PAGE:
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Scientific program and abstracts

Description: The Fifth International Conference on High-Power Particle Beams is organized jointly by the Lawrence Livermore National Laboratory and Physics International Company. As in the previous conferences in this series, the program includes the following topics: high-power, electron- and ion-beam acceleration and transport; diode physics; high-power particle beam interaction with plasmas and dense targets; particle beam fusion (inertial confinement); collective ion acceleration; particle beam heating of magnetically confined plasmas; and generation of microwave/free-electron lasers.
Date: January 1, 1983
Creator: Gerich, C. (ed.)
Partner: UNT Libraries Government Documents Department

Engineering Annual Summary 1999

Description: In 1999, Engineering at Lawrence Livermore National Laboratory faced competing priorities to meet critical project milestones, insistent pressures to restructure internally to promote long-term technological growth, and immediate demands to reassign employees as major projects terminated and new ones emerged. This drive for change occurred among an unprecedented level of turmoil within the nuclear weapons design and manufacturing community. I believe the technical problems were more demanding this year and the environment within which they were accomplished more challenging, pushing us to accomplish more during greater turbulence than any other time in my tenure here. I am pleased to report that we met many key milestones and achieved numerous technological breakthroughs. In the project support areas, demands presented by our customers shifted significantly over the year. In the lasers area, we continued the detailed designs for the over $1 billion National Ignition Facility (NIF) super laser, paving the way for the procurement of components and structures for what is probably the largest high-tech construction project in the world. This work was undertaken in an environment of significant management and structural changes, with increased reporting requirements from the Department of Energy, starting in the middle of 1999. Despite these changes, our technical progress since 1995 has resulted in a 5000-fold improvement in the performance/cost characteristics of NIF--only a factor of 2 away from where we need to get. In the defense area, we delivered the first production unit of the refurbished W87 weapon, on schedule, for eventual delivery to the Air Force. Also in the defense area, we developed and implemented a new philosophy for conducting underground materials testing using expendable containment vessels. This allowed us to increase our test throughput rate six-fold and simultaneously reduce cost by a commensurate amount. The first two tests were conducted with a 100 percent ...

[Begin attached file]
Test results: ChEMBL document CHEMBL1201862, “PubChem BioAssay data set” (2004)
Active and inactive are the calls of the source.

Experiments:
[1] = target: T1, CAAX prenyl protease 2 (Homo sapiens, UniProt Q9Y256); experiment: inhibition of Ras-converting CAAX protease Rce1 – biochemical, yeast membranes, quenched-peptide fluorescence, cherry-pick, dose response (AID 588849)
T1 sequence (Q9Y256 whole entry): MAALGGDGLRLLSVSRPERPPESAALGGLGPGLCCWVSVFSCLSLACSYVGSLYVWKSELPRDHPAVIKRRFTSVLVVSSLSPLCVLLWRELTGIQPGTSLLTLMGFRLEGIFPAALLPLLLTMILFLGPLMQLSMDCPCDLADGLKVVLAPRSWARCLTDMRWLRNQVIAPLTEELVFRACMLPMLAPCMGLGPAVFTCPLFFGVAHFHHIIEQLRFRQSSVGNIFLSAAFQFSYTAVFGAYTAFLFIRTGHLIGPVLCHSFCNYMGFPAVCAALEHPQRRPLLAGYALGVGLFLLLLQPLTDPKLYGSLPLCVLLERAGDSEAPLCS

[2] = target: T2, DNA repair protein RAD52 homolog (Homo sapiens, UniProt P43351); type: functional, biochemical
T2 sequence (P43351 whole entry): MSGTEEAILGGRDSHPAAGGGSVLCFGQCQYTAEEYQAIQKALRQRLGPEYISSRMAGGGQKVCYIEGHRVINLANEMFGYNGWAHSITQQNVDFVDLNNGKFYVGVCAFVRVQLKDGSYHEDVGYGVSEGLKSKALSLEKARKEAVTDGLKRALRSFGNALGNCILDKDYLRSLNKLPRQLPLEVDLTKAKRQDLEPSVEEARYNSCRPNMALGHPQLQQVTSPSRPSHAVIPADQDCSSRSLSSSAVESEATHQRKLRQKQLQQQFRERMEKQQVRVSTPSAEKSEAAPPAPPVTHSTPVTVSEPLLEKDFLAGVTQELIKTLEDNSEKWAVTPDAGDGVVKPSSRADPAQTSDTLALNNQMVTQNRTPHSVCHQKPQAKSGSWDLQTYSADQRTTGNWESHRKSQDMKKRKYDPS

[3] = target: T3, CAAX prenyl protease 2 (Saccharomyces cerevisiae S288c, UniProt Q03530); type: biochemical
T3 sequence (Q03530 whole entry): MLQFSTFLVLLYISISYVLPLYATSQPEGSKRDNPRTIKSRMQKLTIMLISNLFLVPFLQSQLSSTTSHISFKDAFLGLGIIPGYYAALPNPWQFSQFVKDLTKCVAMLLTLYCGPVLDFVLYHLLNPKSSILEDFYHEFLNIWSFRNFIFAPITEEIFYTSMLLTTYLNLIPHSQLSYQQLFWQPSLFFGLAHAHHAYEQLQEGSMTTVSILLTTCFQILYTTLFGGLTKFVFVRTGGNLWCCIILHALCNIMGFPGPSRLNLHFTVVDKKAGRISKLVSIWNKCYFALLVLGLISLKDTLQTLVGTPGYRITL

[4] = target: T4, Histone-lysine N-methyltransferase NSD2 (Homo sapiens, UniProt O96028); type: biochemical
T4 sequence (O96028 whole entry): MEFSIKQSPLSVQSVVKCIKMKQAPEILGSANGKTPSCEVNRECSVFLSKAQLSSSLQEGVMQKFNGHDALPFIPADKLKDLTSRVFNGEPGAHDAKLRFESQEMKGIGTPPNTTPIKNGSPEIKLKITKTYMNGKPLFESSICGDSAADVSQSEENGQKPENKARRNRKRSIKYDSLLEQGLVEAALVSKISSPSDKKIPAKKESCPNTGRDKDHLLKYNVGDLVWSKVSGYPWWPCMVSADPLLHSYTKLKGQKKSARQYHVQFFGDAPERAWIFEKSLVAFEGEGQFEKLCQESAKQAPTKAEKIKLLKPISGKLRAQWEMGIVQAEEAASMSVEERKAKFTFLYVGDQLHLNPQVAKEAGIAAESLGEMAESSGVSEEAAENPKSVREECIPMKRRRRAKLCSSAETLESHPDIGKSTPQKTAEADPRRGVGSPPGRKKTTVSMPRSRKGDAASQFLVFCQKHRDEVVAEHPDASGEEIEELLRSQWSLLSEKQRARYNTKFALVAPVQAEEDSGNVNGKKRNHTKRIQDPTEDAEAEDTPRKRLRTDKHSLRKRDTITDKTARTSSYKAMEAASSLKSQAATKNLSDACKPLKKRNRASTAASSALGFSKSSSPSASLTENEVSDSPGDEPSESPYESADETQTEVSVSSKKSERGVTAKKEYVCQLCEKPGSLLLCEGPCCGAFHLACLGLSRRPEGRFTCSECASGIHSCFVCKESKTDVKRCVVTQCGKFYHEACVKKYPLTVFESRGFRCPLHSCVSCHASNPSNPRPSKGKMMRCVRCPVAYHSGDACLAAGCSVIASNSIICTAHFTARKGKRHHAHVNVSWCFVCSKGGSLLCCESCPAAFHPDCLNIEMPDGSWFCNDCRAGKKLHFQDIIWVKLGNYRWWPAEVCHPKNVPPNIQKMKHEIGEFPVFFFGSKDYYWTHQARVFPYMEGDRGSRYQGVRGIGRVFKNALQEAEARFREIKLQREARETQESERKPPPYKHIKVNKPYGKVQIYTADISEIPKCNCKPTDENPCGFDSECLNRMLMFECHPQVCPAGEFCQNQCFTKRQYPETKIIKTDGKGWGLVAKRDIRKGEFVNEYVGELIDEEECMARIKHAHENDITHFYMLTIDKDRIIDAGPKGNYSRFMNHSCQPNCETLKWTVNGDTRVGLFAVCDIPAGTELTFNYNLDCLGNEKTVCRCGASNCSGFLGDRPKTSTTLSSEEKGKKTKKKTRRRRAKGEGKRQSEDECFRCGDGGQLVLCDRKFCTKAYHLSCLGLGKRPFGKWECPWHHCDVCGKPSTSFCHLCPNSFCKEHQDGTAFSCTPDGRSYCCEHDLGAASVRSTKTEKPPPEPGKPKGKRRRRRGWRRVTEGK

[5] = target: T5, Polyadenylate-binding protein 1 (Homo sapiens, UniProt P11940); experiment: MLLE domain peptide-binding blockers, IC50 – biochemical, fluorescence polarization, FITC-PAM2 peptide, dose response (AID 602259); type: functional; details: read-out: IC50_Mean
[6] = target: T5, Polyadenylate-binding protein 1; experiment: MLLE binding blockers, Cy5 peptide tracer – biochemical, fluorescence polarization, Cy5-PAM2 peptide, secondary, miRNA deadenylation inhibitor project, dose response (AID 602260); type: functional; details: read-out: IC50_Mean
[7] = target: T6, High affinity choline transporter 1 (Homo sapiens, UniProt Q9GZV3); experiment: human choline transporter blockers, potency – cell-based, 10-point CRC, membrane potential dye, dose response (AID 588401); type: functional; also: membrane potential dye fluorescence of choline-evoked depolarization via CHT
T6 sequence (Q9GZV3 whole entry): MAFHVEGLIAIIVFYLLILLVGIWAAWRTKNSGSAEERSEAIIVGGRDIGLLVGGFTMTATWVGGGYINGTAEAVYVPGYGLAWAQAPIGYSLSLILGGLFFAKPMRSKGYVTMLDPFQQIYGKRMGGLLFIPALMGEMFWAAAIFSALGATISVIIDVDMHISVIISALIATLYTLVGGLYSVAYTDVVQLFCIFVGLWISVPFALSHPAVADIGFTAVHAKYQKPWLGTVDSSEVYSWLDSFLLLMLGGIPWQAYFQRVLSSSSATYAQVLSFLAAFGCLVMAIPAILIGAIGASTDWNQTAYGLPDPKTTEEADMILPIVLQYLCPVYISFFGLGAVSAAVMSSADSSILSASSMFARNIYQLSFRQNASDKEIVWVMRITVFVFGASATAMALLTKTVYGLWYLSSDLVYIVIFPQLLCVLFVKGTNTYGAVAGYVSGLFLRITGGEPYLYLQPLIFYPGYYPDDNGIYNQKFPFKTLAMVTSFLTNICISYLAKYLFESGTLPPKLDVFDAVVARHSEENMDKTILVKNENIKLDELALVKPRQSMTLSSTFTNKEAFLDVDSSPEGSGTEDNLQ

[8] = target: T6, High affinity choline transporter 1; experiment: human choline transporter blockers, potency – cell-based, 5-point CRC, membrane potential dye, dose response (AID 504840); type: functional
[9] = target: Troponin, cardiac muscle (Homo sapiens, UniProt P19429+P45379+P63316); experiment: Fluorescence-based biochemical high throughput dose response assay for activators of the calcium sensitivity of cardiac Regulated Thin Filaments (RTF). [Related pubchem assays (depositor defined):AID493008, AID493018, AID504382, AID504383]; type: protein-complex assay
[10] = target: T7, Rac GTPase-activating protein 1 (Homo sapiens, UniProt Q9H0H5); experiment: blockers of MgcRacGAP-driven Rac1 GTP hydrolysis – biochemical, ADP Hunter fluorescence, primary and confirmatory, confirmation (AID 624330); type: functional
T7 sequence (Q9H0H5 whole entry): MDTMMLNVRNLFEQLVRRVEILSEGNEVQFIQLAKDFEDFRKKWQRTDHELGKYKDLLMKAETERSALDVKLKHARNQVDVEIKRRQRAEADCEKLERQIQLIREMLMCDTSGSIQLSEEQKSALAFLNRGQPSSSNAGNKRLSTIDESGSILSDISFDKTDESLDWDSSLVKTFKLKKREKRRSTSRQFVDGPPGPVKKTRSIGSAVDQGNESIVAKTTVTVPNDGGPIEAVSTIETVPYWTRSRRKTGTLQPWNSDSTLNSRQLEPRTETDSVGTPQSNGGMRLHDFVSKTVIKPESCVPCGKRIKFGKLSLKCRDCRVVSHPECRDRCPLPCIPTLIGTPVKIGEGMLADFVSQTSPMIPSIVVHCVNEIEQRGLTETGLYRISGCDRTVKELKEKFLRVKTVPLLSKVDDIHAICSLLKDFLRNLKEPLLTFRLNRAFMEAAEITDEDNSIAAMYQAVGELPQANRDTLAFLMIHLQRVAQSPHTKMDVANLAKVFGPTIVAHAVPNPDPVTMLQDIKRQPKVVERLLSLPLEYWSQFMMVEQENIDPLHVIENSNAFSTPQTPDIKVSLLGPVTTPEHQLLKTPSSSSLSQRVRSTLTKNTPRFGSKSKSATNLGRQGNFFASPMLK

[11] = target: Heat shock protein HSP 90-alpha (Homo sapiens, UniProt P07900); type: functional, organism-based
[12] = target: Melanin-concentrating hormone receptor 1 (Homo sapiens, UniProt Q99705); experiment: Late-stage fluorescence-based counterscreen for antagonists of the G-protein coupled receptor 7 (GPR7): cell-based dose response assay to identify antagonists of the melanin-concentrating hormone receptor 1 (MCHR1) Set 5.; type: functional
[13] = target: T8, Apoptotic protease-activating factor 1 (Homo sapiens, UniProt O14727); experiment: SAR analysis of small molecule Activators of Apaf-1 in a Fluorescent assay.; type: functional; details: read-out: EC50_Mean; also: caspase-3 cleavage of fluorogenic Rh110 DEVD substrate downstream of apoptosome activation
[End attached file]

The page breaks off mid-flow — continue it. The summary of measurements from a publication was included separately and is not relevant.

Date: April 11, 2000
Creator: Dimolitsas, S. & Gerich, C.
Partner: UNT Libraries Government Documents Department